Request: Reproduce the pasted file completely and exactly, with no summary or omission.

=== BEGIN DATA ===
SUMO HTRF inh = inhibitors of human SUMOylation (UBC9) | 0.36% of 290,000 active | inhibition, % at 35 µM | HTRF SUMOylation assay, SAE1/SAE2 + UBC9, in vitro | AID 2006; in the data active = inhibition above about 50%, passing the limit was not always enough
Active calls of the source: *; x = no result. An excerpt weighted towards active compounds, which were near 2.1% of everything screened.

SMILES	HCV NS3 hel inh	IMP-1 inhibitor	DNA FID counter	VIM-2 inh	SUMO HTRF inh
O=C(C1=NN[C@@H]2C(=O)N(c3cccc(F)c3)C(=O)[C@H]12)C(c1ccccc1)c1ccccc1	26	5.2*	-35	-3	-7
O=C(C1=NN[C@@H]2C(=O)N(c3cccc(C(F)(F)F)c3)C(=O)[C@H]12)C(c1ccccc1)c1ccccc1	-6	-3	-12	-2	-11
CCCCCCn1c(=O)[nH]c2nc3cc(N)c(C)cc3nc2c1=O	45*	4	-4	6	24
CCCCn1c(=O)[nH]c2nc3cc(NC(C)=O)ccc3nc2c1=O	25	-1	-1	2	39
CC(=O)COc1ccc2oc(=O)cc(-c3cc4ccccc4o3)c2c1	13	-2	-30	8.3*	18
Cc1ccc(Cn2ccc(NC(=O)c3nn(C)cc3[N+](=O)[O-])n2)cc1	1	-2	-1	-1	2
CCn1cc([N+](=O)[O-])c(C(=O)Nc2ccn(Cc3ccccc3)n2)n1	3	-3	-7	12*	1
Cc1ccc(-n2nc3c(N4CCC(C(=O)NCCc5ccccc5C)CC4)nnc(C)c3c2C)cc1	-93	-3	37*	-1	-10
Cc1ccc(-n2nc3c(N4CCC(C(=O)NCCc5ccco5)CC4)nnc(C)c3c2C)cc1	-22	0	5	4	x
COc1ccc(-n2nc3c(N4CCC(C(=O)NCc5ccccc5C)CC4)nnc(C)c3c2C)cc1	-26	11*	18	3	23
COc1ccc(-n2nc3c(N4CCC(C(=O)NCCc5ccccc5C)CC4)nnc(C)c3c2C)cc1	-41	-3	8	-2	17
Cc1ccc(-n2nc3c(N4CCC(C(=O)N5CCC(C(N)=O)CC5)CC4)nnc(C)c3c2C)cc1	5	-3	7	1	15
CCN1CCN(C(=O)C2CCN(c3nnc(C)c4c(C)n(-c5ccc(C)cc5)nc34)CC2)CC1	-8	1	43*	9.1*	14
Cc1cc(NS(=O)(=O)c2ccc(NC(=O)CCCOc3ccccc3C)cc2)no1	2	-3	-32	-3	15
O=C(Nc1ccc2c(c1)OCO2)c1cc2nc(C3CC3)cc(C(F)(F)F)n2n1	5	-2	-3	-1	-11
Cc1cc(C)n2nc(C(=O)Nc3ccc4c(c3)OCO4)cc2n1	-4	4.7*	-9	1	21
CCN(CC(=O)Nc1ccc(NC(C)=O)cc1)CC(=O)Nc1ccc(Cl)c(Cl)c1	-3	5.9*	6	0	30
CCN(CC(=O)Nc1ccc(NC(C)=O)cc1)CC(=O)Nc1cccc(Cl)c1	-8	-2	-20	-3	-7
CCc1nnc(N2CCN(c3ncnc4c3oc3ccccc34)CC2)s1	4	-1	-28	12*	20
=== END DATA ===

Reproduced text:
SUMO HTRF inh = inhibitors of human SUMOylation (UBC9) | 0.36% of 290,000 active | inhibition, % at 35 µM | HTRF SUMOylation assay, SAE1/SAE2 + UBC9, in vitro | AID 2006; in the data active = inhibition above about 50%, passing the limit was not always enough
Active calls of the source: *; x = no result. An excerpt weighted towards active compounds, which were near 2.1% of everything screened.

SMILES	HCV NS3 hel inh	IMP-1 inhibitor	DNA FID counter	VIM-2 inh	SUMO HTRF inh
O=C(C1=NN[C@@H]2C(=O)N(c3cccc(F)c3)C(=O)[C@H]12)C(c1ccccc1)c1ccccc1	26	5.2*	-35	-3	-7
O=C(C1=NN[C@@H]2C(=O)N(c3cccc(C(F)(F)F)c3)C(=O)[C@H]12)C(c1ccccc1)c1ccccc1	-6	-3	-12	-2	-11
CCCCCCn1c(=O)[nH]c2nc3cc(N)c(C)cc3nc2c1=O	45*	4	-4	6	24
CCCCn1c(=O)[nH]c2nc3cc(NC(C)=O)ccc3nc2c1=O	25	-1	-1	2	39
CC(=O)COc1ccc2oc(=O)cc(-c3cc4ccccc4o3)c2c1	13	-2	-30	8.3*	18
Cc1ccc(Cn2ccc(NC(=O)c3nn(C)cc3[N+](=O)[O-])n2)cc1	1	-2	-1	-1	2
CCn1cc([N+](=O)[O-])c(C(=O)Nc2ccn(Cc3ccccc3)n2)n1	3	-3	-7	12*	1
Cc1ccc(-n2nc3c(N4CCC(C(=O)NCCc5ccccc5C)CC4)nnc(C)c3c2C)cc1	-93	-3	37*	-1	-10
Cc1ccc(-n2nc3c(N4CCC(C(=O)NCCc5ccco5)CC4)nnc(C)c3c2C)cc1	-22	0	5	4	x
COc1ccc(-n2nc3c(N4CCC(C(=O)NCc5ccccc5C)CC4)nnc(C)c3c2C)cc1	-26	11*	18	3	23
COc1ccc(-n2nc3c(N4CCC(C(=O)NCCc5ccccc5C)CC4)nnc(C)c3c2C)cc1	-41	-3	8	-2	17
Cc1ccc(-n2nc3c(N4CCC(C(=O)N5CCC(C(N)=O)CC5)CC4)nnc(C)c3c2C)cc1	5	-3	7	1	15
CCN1CCN(C(=O)C2CCN(c3nnc(C)c4c(C)n(-c5ccc(C)cc5)nc34)CC2)CC1	-8	1	43*	9.1*	14
Cc1cc(NS(=O)(=O)c2ccc(NC(=O)CCCOc3ccccc3C)cc2)no1	2	-3	-32	-3	15
O=C(Nc1ccc2c(c1)OCO2)c1cc2nc(C3CC3)cc(C(F)(F)F)n2n1	5	-2	-3	-1	-11
Cc1cc(C)n2nc(C(=O)Nc3ccc4c(c3)OCO4)cc2n1	-4	4.7*	-9	1	21
CCN(CC(=O)Nc1ccc(NC(C)=O)cc1)CC(=O)Nc1ccc(Cl)c(Cl)c1	-3	5.9*	6	0	30
CCN(CC(=O)Nc1ccc(NC(C)=O)cc1)CC(=O)Nc1cccc(Cl)c1	-8	-2	-20	-3	-7
CCc1nnc(N2CCN(c3ncnc4c3oc3ccccc34)CC2)s1	4	-1	-28	12*	20